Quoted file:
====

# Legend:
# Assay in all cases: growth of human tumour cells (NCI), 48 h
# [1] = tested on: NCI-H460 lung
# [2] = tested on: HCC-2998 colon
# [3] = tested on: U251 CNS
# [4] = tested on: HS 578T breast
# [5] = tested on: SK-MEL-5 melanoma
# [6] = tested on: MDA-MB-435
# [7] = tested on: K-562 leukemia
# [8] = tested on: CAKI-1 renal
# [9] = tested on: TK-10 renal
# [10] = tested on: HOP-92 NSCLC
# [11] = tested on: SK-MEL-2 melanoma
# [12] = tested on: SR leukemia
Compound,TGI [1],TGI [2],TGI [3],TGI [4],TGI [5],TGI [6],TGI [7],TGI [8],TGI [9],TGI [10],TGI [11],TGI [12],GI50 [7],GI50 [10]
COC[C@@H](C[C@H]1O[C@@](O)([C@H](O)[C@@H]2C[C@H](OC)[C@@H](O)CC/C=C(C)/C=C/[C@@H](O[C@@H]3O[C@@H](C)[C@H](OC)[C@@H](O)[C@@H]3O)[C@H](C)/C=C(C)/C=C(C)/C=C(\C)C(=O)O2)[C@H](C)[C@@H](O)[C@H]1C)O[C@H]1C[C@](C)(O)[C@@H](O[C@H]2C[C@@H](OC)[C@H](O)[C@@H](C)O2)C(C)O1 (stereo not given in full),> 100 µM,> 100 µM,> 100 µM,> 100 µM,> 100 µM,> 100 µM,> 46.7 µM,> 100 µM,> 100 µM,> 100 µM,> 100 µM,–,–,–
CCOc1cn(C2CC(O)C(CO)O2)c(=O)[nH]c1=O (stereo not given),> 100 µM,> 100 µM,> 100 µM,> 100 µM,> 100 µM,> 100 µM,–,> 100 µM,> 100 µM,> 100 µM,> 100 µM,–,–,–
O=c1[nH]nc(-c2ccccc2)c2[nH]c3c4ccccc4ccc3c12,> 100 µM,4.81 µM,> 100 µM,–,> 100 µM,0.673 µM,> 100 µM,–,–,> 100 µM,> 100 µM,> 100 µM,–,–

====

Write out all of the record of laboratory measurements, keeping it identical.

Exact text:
# Legend:
# Assay in all cases: growth of human tumour cells (NCI), 48 h
# [1] = tested on: NCI-H460 lung
# [2] = tested on: HCC-2998 colon
# [3] = tested on: U251 CNS
# [4] = tested on: HS 578T breast
# [5] = tested on: SK-MEL-5 melanoma
# [6] = tested on: MDA-MB-435
# [7] = tested on: K-562 leukemia
# [8] = tested on: CAKI-1 renal
# [9] = tested on: TK-10 renal
# [10] = tested on: HOP-92 NSCLC
# [11] = tested on: SK-MEL-2 melanoma
# [12] = tested on: SR leukemia
Compound,TGI [1],TGI [2],TGI [3],TGI [4],TGI [5],TGI [6],TGI [7],TGI [8],TGI [9],TGI [10],TGI [11],TGI [12],GI50 [7],GI50 [10]
COC[C@@H](C[C@H]1O[C@@](O)([C@H](O)[C@@H]2C[C@H](OC)[C@@H](O)CC/C=C(C)/C=C/[C@@H](O[C@@H]3O[C@@H](C)[C@H](OC)[C@@H](O)[C@@H]3O)[C@H](C)/C=C(C)/C=C(C)/C=C(\C)C(=O)O2)[C@H](C)[C@@H](O)[C@H]1C)O[C@H]1C[C@](C)(O)[C@@H](O[C@H]2C[C@@H](OC)[C@H](O)[C@@H](C)O2)C(C)O1 (stereo not given in full),> 100 µM,> 100 µM,> 100 µM,> 100 µM,> 100 µM,> 100 µM,> 46.7 µM,> 100 µM,> 100 µM,> 100 µM,> 100 µM,–,–,–
CCOc1cn(C2CC(O)C(CO)O2)c(=O)[nH]c1=O (stereo not given),> 100 µM,> 100 µM,> 100 µM,> 100 µM,> 100 µM,> 100 µM,–,> 100 µM,> 100 µM,> 100 µM,> 100 µM,–,–,–
O=c1[nH]nc(-c2ccccc2)c2[nH]c3c4ccccc4ccc3c12,> 100 µM,4.81 µM,> 100 µM,–,> 100 µM,0.673 µM,> 100 µM,–,–,> 100 µM,> 100 µM,> 100 µM,–,–